Like most of our recent coverage, Karate Kill was one of the many personal highlights to come from this year's Texas Frightmare. And because of which, I quickly sought out Kurando Mitsutake's previous film, Gun Woman. While both films are extremely action packed, I'd have to lean towards KK as the more superior of the two films.
The movie centers around a Karate master who trawls the mean streets of L.A. in search of his missing sister. While that might sound like your typical action flick, I assure you, it is one of the more exceptional films I've seen this year. In Karate Kill, singer and actor Ben Dukes plays Charlie the Attacker in the martial arts epic. Here's my discussion with one of the scarier guys from the film.
Jessie Hobson: How did you get the gig in Karate Kill, Ben?
Ben Dukes: When I was called in for the audition, I was pretty excited to get a chance to bring the big Texan to life. At the audition, I was asked to improvise a fight and apparently, the matchup read well on camera because the offer came in pretty quickly. Just a great combination of being ready for the call, and delivering when asked!
JH: Tell us about Charlie the Attacker – what makes him tick?
BD: We see so little of him, it’ll be hard to read – but Charlie is a simple guy who doesn’t like change, and doesn’t like the unfamiliar. When Kenji walks into Charlie’s favourite dive bar, he’s immediately unwelcome. He decides to take it upon himself to get rid of the invader… doesn’t quite work out so well.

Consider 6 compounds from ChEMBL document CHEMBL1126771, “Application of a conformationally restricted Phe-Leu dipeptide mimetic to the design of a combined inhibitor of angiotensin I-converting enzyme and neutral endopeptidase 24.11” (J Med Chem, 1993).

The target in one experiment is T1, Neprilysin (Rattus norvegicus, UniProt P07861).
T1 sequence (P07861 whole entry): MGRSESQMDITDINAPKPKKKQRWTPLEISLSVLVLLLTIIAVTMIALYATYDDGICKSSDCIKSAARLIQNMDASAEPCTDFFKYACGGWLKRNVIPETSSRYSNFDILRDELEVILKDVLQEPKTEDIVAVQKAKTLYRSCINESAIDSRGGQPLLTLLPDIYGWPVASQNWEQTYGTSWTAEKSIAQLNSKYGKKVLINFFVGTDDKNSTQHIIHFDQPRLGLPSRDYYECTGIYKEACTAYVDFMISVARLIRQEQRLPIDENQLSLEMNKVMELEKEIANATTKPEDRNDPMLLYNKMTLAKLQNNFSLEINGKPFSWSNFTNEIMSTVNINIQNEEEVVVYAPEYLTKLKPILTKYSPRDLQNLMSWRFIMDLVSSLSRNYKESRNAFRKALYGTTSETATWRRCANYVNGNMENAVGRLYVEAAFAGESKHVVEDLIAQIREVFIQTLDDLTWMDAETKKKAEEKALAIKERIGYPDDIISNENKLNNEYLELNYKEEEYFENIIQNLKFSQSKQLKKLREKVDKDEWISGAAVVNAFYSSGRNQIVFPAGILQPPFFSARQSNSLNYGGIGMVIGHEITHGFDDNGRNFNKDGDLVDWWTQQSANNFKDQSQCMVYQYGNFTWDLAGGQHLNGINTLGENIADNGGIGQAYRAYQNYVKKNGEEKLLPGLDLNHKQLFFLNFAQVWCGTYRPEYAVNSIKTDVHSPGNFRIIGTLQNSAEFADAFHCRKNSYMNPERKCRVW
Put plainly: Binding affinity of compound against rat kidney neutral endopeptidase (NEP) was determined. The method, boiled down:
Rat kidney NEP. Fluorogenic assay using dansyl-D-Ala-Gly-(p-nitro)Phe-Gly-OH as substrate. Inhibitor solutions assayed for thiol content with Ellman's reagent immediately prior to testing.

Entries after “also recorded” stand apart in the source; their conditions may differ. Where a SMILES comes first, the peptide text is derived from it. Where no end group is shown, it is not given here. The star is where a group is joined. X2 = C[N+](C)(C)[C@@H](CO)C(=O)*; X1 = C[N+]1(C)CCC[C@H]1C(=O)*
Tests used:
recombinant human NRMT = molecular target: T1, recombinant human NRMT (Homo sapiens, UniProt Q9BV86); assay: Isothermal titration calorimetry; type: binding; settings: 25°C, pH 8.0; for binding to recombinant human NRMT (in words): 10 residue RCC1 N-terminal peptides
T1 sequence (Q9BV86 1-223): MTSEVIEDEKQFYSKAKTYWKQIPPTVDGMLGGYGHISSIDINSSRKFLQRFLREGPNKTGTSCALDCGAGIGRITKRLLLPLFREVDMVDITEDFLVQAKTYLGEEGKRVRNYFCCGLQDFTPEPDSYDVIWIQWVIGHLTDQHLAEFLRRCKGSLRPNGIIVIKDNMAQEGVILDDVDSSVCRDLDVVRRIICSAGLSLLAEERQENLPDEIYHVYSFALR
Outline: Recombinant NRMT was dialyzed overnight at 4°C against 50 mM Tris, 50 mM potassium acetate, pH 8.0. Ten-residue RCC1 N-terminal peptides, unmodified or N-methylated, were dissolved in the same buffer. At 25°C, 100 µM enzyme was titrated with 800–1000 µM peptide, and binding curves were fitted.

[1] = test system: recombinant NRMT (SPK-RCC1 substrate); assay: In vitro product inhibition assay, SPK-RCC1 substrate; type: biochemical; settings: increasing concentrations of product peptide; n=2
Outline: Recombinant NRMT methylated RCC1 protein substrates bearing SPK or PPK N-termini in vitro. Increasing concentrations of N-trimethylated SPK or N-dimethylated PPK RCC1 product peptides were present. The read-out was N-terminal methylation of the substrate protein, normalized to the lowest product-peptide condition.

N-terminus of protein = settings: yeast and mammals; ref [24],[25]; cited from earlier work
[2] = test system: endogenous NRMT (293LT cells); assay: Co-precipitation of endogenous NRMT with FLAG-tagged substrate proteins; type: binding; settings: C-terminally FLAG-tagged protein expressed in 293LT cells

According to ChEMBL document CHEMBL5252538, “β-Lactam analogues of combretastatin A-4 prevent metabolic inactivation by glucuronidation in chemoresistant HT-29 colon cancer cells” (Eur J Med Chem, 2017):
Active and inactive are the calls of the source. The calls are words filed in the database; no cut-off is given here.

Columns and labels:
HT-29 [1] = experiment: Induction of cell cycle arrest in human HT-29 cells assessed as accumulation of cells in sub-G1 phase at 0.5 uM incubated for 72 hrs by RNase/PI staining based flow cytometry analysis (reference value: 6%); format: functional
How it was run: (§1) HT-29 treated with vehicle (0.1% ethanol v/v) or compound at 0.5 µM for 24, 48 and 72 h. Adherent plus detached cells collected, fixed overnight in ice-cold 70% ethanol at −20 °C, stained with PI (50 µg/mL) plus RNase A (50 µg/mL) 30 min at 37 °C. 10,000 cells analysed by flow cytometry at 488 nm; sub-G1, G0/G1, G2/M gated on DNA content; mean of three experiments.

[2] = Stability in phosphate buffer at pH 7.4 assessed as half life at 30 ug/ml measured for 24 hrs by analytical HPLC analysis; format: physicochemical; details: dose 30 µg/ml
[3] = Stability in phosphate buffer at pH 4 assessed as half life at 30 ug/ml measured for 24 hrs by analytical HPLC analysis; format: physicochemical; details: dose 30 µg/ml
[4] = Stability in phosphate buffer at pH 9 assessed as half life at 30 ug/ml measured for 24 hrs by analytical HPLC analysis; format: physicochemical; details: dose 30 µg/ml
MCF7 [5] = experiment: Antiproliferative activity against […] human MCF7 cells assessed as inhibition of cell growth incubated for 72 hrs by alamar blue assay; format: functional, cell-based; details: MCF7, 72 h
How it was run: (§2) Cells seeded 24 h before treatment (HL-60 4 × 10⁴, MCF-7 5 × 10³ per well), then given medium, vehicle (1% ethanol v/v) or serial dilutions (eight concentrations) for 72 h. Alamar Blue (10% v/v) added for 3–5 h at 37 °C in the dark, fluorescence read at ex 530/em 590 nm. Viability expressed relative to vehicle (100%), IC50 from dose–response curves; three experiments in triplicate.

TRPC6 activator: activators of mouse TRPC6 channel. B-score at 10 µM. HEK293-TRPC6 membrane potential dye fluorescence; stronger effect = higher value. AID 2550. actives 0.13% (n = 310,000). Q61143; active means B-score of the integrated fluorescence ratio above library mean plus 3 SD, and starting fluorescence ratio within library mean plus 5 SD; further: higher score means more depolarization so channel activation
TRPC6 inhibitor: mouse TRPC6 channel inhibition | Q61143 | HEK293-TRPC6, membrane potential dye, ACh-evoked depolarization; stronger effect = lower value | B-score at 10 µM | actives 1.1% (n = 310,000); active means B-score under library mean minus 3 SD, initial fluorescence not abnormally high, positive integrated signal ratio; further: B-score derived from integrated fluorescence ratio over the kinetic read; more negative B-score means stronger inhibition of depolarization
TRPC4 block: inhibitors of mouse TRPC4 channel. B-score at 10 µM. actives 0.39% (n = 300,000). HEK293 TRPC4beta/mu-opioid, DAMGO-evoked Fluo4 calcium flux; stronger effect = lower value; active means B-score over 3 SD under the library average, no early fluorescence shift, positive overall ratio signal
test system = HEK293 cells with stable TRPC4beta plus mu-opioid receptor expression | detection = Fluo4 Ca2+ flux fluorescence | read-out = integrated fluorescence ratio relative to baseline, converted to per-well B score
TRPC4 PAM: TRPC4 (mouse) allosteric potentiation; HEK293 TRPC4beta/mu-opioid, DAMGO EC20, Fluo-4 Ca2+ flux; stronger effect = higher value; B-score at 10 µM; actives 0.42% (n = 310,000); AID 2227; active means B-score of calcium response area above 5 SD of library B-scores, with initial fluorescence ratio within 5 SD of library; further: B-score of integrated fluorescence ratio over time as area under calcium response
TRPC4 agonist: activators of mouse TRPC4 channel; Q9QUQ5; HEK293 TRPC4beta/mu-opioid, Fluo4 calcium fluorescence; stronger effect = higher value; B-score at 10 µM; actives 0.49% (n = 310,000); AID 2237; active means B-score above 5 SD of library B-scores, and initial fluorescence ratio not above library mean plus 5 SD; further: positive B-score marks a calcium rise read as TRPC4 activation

JH: Can you relate to the character at all?
BD: Not entirely, but you always have to find something to latch onto. So, in my mind – Charlie doesn’t trust this guy and thinks it’s better for everyone if he is dispatched quickly… I can relate to watching out for others, so I brought that to the moment.
JH: Is this a genre you’re familiar with?
BD: Love martial arts films!
JH: How was the mood on set?
BD: The set was a great one on which to work. We functioned a lot like a team, every person having their piece to contribute. The stunt team was incredible, both with their teaching and their attention to detail/safety. Kurando gave great direction and was able to share his vision with us completely so that we could bring these characters to life – great experience.
JH: Why do you think the film works so well?
BD: I think what really sells the film is Kenji’s drive. Hayate brings such focus, power, and intelligence to the role. He is undefeatable. He can’t be swayed. You feel that throughout the whole film – no matter what he is up against, he continues to push forward. Without that, the film would crumble.. but Kurando’s vision and Hayate’s performance come together to tell a powerful story.
Be sure to check out Karate Kill on DVD and Blu-ray on July 18, 2017. If you're a fan of mindless action or any action for that matter, you will be satisfied.